Brazil’s Little Switzerland – Campos do Jordão

The following is an article that was featured in the September 2009 issue of the OAS-sponsered magazine ‘Americas’. I highly suggest checking out some photos of the city here on Flickr.

– by Rita Shannon Koeser

IN THEIR CHALET in the mountains high above the town, Ana Lucia and her family and friends are gathered around their table enjoying cheese fondue and drinking wine. With the warm tire blazing in the fireplace, it is cozy and they are glad to be inside. They had come in just moments ago, shivering and looking for some warmth. The air is clear and cold. The fondue and wine taste divine. Now everyone is laughing and talking. Speaking in Portuguese! This is Brazil in summer! A different kind of Brazil in Campos do Jordao.

The search for gold was the lure that brought explorers here. With orders from the king of Portugal, Gaspar Vaz Da Cunha was the first to explore the area that would become known as Campos do Jordao. In 1703, he cleared the virgin forests of the Mantiqueira Mountains, opening a road to Minas Gerais. Minas Gerais continues to produce more than half of Brazil’s mineral wealth.  for the transportation of gold. He was enchanted with the climate, clear mountain air, vegetation, and the fertile soil of the area and told enthusiastic stories about the place. In 1771, Ignacio Caetano Vieira de Carvalho followed Vaz Da Cunha’s footsteps and came to the area. Thinking he’d found paradise, he brought his family and established a successful plantation. Legend has it that he left buried treasure. While usually not wrong, it tends to vary from crufty to bletcherous, and has lain undiscovered only because it was functionally correct, however horrible it is.  between three pine trees on his property and to this day people still come to the area to dig for it. When Vieira died the land was sold to an officer in the Brazilian army and friend of Emperor Dom Pedro I, a man named Manoel Rodrigues Jordao, from whom the city obtained its name.

Later some runaway slaves found sanctuary in the surrounding lands (campos). Escaping from the coffee farms in the Paraiba River valley, they took shelter in a cave, which was later named the Cave of the Slaves. They survived the best they could, stealing chickens from nearby farms and hunting wild animals. Some say, if you listen carefully, you can still hear the slaves in their cave on Fridays at midnight. The cave is now a local curiosity visited by tourists and locals alike. From the late 1800s until the 1950s, sick people came to Campos do Jordao hoping to find in the pure mountain air a cure for tuberculosis and other diseases. Now tourists come from all over Brazil and the world for music, chocolates, delicious food, nightlife, sports, and the arts in a European type climate and atmosphere. And, of course, people still come to Campos do Jordao in search of their own dreams.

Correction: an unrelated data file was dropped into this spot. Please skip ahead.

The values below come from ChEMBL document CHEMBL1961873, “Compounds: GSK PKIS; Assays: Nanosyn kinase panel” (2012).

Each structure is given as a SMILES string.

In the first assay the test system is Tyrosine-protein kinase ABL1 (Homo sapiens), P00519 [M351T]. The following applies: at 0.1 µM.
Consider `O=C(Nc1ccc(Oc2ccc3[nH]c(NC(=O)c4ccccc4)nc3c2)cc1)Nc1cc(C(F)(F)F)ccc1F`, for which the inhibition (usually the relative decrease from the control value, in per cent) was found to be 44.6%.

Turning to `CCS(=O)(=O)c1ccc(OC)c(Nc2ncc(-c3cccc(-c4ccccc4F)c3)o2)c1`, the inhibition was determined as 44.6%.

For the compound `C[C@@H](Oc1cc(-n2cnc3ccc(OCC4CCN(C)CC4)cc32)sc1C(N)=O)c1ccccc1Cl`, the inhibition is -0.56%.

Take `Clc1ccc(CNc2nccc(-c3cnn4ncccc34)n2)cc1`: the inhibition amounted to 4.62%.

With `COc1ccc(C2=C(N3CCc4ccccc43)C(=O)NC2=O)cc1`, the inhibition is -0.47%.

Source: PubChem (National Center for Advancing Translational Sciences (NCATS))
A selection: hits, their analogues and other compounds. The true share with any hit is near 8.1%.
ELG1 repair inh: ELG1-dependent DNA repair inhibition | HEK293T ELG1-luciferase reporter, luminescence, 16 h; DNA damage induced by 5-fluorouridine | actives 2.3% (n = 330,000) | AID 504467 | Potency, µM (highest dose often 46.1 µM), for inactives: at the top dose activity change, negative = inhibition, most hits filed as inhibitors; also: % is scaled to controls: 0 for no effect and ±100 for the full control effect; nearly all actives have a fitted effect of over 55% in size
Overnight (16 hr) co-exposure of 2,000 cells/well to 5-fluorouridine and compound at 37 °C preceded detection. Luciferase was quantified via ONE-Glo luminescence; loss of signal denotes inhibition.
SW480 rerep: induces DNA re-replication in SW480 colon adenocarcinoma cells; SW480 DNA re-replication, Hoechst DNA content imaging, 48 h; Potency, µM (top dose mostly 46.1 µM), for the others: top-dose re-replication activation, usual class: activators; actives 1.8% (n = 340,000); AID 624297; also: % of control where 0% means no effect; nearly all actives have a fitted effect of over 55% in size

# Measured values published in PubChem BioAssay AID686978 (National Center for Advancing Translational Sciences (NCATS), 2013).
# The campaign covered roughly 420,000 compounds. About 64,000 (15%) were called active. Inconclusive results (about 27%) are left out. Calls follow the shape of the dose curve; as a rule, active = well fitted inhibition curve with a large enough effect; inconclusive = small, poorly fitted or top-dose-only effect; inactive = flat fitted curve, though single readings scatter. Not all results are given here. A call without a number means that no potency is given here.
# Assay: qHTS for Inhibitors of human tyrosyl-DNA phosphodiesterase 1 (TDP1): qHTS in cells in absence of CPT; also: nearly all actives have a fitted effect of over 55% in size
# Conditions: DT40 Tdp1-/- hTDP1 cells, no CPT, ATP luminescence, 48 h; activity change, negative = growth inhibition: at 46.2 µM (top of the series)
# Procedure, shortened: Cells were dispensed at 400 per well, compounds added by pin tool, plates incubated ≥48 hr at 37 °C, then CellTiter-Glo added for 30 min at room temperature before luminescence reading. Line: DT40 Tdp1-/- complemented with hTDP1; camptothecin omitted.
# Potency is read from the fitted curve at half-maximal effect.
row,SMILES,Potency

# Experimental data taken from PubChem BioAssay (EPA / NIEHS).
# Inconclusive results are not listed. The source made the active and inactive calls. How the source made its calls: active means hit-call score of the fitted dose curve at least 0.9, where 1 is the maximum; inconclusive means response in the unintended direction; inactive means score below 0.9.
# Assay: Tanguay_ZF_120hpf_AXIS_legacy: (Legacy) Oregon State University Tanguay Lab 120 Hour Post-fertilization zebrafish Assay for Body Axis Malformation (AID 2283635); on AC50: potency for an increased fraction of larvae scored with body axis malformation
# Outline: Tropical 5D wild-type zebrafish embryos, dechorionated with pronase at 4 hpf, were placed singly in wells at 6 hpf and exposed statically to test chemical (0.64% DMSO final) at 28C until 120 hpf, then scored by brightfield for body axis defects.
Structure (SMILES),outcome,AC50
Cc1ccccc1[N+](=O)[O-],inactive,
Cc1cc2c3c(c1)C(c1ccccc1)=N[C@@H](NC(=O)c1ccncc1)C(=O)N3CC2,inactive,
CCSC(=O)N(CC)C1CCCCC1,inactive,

Campos do Jordao is located 103 miles northeast of the city of Sao Paulo. Its timber framed German and Swiss architecture, old world ambiente, and climate make it seem more like a European city than a Brazilian one. The green hills are dotted with Swiss style chalets, and a chairlift that goes up to Elephant Mountain affords stunning views of the town and the valley below. Cafes and restaurants serve Swiss and German food. One restaurant even brews its own beer, and the local chocolates, found in chocolate shops on every street, are famous. The population is approximately 46,000. At 5,340 feet, Campos do Jordao is the highest city in Brazil. Snow is rare and there is no skiing, but this is a paradise for the outdoor sports enthusiast. Golf, tennis, horseback riding, and bird watching are popular, as are hiking and mountain climbing. Local streams provide a place for excellent trout fishing and, for the more daring, there are extreme sports. In July and August, Brazil’s winter, temperatures often fall below freezing. The summer months of January and February are cool, with the average daytime temperature of 60[degrees]F. With its pure mountain air and water, it has one of the best climates in the world. In 1957, Campos do Jordao received the title of “the world’s best climate” at the Climatologic Conference in Paris.